The article further explains the history and context for this initiative:

The ballot initiative came about after Gov. Rick Scott and the Legislature repeatedly cut programs that protect the state's vulnerable springs and watersheds, and dismantled the Department of Environmental Protection division in charge of acquiring environmentally sensitive land.
During that time, funding for Florida Forever, the land buying program used to protect water supplies and habitat, dropped from $300 million a year to a total of less than $29 million over the last four years. The governor and legislators used the savings from those cuts, and revenue from the doc stamp tax, to lower taxes and steer money into other spending priorities.
Amendment 1 was intended to reverse that trend, and repair the degradation of water recharge areas and the state's aquifer-fed springs.
[“Legislators will decide whether to limit impact of environmental initiative” by Mary Ellen Klas, Nov 24, 2014;]

The recent fate of the Florida Forever program created a strong need for this environmental protection amendment.

For many years the Legislature invested $300 million a year in Florida Forever, a program to buy land with money from a tax on real estate transactions. During the economic downturn, the Legislature pulled back. In 2010, Crist’s final year, the program received $15 million. In 2011, Scott proposed zeroing out Florida Forever (it ultimately got $744,000), and then in 2012 he signed a budget that included about $8 million. In 2013, lawmakers approved $20 million and directed the state to sell off $50 million worth of land to generate additional dollars. In March [2014] DEP scrapped the program without selling an acre.

The language and intent of the Florida Water and Land Conservation Initiative provides strong guidance for writing the legislation that implements and funds programs mandated by this voter initiative.

“It tells legislators,” Audubon of Florida’s Eric Draper said, “that voters knew what they were doing.” Indeed, more than 400 conservation organizations worked to educate voters on the amendment, said Will Abberger, vice president of the Conservation Campaign and director of The Trust for Public Lands conservation finance service.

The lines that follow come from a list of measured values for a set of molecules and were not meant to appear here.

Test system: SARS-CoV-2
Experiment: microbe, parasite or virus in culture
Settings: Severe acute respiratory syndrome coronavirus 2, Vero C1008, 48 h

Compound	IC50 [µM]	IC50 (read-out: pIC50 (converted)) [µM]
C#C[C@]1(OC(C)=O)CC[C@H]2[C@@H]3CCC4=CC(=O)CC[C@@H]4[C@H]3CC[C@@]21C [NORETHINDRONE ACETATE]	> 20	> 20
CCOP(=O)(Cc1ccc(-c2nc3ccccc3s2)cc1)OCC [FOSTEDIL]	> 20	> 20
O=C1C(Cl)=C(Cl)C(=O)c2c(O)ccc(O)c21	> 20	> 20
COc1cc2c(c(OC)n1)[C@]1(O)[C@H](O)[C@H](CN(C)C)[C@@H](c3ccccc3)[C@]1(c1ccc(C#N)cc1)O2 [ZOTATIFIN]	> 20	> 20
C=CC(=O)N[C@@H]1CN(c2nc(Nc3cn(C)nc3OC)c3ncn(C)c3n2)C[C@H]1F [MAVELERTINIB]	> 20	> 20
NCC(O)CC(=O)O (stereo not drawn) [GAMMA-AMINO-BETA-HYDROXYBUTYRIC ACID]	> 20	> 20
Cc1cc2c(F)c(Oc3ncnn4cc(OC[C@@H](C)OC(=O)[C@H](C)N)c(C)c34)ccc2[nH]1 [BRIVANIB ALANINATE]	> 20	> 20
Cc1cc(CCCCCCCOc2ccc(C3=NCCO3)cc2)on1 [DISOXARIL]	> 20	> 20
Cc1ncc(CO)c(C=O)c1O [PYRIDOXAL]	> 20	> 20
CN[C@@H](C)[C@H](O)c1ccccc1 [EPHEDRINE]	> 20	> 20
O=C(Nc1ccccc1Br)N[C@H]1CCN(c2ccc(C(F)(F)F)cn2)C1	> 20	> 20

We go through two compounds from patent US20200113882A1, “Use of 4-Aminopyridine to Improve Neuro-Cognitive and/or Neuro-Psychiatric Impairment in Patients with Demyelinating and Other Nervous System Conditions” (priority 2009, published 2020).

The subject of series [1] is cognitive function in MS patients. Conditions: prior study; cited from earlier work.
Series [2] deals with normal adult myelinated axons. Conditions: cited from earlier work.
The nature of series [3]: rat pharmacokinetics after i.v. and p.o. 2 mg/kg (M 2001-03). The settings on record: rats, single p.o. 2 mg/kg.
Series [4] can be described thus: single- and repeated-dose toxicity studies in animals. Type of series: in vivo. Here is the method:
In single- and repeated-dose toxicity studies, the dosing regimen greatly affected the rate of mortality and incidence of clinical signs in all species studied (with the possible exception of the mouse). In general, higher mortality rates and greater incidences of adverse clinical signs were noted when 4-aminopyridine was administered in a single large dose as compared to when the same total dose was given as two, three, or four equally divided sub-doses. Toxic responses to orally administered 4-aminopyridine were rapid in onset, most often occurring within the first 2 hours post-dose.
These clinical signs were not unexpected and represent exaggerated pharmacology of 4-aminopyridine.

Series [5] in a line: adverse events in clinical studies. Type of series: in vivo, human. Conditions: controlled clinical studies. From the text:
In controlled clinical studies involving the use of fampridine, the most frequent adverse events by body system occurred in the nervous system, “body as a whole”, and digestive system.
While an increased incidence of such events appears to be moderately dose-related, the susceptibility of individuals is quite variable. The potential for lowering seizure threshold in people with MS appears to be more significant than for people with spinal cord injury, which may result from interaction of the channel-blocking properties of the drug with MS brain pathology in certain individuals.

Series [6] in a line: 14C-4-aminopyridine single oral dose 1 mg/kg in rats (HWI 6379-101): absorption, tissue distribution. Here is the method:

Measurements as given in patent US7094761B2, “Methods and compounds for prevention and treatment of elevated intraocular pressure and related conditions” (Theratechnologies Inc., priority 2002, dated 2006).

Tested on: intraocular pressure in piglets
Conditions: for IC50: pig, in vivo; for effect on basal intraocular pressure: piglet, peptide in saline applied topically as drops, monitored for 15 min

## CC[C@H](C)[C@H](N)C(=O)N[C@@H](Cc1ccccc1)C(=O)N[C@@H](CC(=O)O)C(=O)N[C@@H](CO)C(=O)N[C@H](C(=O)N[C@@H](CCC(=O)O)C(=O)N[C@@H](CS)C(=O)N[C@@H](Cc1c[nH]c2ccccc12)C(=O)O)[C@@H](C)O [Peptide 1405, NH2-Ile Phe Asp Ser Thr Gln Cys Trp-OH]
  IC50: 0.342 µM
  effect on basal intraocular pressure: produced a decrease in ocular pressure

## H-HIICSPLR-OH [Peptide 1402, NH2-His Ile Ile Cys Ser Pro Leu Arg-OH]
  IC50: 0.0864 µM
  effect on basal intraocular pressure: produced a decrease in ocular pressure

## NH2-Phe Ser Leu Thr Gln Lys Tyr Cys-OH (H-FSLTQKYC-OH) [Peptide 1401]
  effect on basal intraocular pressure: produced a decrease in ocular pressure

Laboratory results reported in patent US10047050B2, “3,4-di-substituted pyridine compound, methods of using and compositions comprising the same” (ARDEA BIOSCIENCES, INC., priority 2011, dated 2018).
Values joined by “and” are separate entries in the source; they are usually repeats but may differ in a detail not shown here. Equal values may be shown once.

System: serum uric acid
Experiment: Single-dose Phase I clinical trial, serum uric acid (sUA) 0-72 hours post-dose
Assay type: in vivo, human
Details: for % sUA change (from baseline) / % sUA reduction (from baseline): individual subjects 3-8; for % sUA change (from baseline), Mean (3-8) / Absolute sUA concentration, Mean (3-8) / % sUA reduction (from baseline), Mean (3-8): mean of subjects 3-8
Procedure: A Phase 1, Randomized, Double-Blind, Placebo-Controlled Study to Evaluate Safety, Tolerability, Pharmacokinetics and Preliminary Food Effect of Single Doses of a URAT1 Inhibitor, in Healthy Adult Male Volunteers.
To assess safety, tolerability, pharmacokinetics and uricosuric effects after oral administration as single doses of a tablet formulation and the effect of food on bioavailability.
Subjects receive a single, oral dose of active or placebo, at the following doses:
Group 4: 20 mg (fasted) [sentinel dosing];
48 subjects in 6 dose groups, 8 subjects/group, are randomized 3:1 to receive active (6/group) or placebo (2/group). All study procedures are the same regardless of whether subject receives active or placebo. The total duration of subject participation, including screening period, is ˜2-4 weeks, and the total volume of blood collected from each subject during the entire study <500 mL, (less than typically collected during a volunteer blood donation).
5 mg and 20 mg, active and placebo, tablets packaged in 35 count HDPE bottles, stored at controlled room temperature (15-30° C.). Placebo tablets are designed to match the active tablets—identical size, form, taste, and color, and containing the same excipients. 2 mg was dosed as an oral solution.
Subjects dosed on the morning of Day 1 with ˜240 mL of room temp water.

A few [legislators] are talking about ways to spend the money that voters wouldn’t find acceptable. The money should not be spent on wastewater treatment, stormwater treatment projects or developing water supply for new developments.
“Any one of those things,” Abberger said, “by itself could take all the money.” Wastewater treatment historically has been financed by charging rate payers, spreading it out over the whole community. All of the rumored suggestions are outside the boundaries and purpose of the amendment.
“They’re not what voters want,” Abberger said. [Editorial;; Nov 11, 2014]

The voters have placed this conservation initiative within the State Constitution. The intent of the initiative is to directly acquire, conserve and restore Florida’s natural lands and waters.  It is up to the citizens who developed and supported this initiative to ensure that the legislature does not divert the intentions of this extensive group of voters who have stated that the “doc stamp” funds are to be directly supportive of the programs chartered through Amendment 1.